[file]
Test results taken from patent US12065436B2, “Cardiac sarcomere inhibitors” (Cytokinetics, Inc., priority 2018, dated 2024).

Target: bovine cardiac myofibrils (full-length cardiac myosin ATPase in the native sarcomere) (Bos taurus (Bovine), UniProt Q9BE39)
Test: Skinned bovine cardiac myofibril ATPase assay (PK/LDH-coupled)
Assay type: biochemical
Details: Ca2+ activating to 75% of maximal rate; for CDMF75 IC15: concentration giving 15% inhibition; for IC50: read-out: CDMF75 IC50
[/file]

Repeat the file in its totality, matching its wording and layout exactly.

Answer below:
Test results taken from patent US12065436B2, “Cardiac sarcomere inhibitors” (Cytokinetics, Inc., priority 2018, dated 2024).

Target: bovine cardiac myofibrils (full-length cardiac myosin ATPase in the native sarcomere) (Bos taurus (Bovine), UniProt Q9BE39)
Test: Skinned bovine cardiac myofibril ATPase assay (PK/LDH-coupled)
Assay type: biochemical
Details: Ca2+ activating to 75% of maximal rate; for CDMF75 IC15: concentration giving 15% inhibition; for IC50: read-out: CDMF75 IC50